In a beautiful church, the painter Cavaradossi is working. When an escaped prisoner bursts in, Cavaradossi risks his own life to help Angelotti hide from the Fascist police. But Cavaradossi’s lover, Tosca, overhears him talking and becomes jealous. In spite of Cavaradossi’s ardent assurances of love, it is easy for the chief of police, Scarpia to fan the flames of her jealousy. He wants Tosca for himself.
Scarpia arrests Cavaradossi on suspicion of aiding Angelotti, and as he is tortured, Tosca is made to listen to his cries. She has a fateful choice before her: give into the hateful Scarpia’s lascivious demands and save her lover’s life, or save her honour and kill Cavaradossi. In that terrible moment, Tosca makes a choice, and the consequences play out in a heart-rending Act III.
This is a production that calls for three exceptional principal singers, and this year two outstanding casts are taking on the challenging roles of Tosca, Cavaradossi and Scarpia. Popular Spanish soprano Ainhoa Arteta will make her debut with Opera Australia, sharing the title role with Italian Daria Masiero.
Romanian tenor Teodor Ilincai, also making his Opera Australia debut and Diego Torre will take on the role of Cavaradossi; and one of the best baritones in the world, Italian Lucio Gallo will play Scarpia along with local favourite Shane Lowrencev.
“I’m very excited for Arteta and Ilincai to be performing with Opera Australia. Arteta is one of the greatest sopranos around and Ilincai is a fantastic tenor who will bring tremendous power to the role,” said Opera Australia Artistic Director Lyndon Terracini. “Lucio Gallo is really interesting. He’s a very famous baritone and has sung all the great baritone roles in all the major opera houses in the world. To see him perform in the role of Scarpia will be captivating.”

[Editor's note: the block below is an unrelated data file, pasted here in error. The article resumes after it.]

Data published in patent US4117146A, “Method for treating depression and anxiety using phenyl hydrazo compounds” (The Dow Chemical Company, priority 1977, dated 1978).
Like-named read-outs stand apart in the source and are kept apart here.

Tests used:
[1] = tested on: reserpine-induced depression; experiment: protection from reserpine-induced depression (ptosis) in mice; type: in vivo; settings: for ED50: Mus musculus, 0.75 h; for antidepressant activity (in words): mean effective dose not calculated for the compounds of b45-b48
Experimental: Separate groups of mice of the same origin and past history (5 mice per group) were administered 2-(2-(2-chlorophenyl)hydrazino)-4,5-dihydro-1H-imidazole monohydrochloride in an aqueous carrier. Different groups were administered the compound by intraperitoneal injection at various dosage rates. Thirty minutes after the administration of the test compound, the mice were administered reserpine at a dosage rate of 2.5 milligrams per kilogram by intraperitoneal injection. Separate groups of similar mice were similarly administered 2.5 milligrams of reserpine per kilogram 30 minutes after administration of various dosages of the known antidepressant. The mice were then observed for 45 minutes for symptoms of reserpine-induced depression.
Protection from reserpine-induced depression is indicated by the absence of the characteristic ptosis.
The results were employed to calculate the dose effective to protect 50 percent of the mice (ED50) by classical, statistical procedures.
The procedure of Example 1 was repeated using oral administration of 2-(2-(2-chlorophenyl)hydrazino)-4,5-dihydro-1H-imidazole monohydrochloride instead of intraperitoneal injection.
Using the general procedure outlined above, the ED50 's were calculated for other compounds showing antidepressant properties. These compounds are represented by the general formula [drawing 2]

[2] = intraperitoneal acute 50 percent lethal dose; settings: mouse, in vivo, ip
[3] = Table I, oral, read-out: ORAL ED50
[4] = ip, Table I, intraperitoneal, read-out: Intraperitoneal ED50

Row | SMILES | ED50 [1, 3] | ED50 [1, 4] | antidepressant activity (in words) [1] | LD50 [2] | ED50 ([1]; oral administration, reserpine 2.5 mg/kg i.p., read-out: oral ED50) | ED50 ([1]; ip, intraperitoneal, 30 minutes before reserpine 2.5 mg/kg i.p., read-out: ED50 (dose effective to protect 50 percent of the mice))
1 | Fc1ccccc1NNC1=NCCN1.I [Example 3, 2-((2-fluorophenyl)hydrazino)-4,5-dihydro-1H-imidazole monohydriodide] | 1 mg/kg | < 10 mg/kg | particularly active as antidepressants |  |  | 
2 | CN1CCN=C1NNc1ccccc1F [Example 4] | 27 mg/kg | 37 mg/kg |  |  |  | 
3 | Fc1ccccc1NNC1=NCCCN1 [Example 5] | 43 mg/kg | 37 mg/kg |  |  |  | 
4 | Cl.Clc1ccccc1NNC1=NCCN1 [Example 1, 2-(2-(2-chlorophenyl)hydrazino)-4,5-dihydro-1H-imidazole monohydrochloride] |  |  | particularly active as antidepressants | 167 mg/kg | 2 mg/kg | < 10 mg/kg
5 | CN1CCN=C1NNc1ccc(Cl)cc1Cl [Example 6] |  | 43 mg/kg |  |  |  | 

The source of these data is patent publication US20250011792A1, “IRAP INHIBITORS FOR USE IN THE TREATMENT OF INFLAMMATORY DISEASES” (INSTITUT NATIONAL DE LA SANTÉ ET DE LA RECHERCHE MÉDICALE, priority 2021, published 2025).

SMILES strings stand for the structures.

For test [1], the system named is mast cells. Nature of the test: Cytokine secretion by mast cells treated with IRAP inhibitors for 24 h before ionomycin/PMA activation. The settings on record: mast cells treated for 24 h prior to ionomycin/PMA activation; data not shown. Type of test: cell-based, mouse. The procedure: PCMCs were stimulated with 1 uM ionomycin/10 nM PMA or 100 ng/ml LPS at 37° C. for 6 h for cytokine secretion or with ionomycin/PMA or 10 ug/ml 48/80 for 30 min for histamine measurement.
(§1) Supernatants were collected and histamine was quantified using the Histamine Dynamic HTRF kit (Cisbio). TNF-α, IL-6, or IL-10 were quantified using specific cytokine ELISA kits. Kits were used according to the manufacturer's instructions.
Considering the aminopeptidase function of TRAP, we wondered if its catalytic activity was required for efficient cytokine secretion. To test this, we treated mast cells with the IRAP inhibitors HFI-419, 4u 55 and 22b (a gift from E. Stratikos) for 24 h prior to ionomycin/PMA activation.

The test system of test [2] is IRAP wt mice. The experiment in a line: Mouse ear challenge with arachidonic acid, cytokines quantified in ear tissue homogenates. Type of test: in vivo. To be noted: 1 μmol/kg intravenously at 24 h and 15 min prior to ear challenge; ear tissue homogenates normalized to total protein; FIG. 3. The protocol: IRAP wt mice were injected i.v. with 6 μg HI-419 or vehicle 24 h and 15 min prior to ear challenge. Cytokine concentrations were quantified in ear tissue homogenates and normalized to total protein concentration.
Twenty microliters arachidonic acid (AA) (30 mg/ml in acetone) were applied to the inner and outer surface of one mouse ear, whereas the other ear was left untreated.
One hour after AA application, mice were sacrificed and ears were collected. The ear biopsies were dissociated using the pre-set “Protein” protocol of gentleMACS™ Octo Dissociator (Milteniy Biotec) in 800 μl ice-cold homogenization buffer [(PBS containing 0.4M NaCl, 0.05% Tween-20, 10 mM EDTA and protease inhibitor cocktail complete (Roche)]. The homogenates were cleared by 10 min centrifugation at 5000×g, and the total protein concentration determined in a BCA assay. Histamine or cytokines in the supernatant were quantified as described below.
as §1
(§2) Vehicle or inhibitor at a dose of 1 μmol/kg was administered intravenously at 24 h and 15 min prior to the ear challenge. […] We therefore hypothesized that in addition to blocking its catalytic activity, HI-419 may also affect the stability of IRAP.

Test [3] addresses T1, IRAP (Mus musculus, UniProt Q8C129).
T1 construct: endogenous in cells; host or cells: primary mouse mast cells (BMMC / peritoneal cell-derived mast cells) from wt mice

To conduct, Opera Australia welcomes back, the Romanian-American maestro Christian Badea. In this production, Bell keeps the opera’s original setting in Rome, but moves the date from 1800 to 1943. Instead of Napoleon’s army occupying the city, it is the Nazis. The transition brings the story forward into an era that resonates with today’s audiences.
“Tosca is not a melodrama,” says Bell. “It is a heart-wrenching story of oppression, resistance and a woman blackmailed to save the life of a loved one. The era I have chosen is a time close enough for its history and images to stir our memory and our emotions. Tosca is a dark story, but one alleviated by Puccini’s glorious music, which celebrates the heroism of those who choose death over loss of liberty.”
The curtain rises on a breathtaking recreation of the Sant’Andrea della Valle by award-winning set designer Michael Scott-Mitchell, whose designs propel the story, from the sheer magnificence of the church, to the austerity of Scarpia’s quarters, and finally to the stark oppression of the prison. Bell’s vision and Scott-Mitchell’s designs are complemented by the work of costume designer Teresa Negroponte, including a stunning evening gown for Tosca.
“Bell’s is an unforgettable production: moving and confronting yet never so gruelling as to overwhelm Puccini’s romantic masterpiece.” – The Herald Sun
Joan Sutherland Theatre – Sydney Opera House, Bennelong Point
Season: 17 February – 31 March 2017
Information and Bookings: www.opera.org.au
Image: Tosca – courtesy of Opera Australia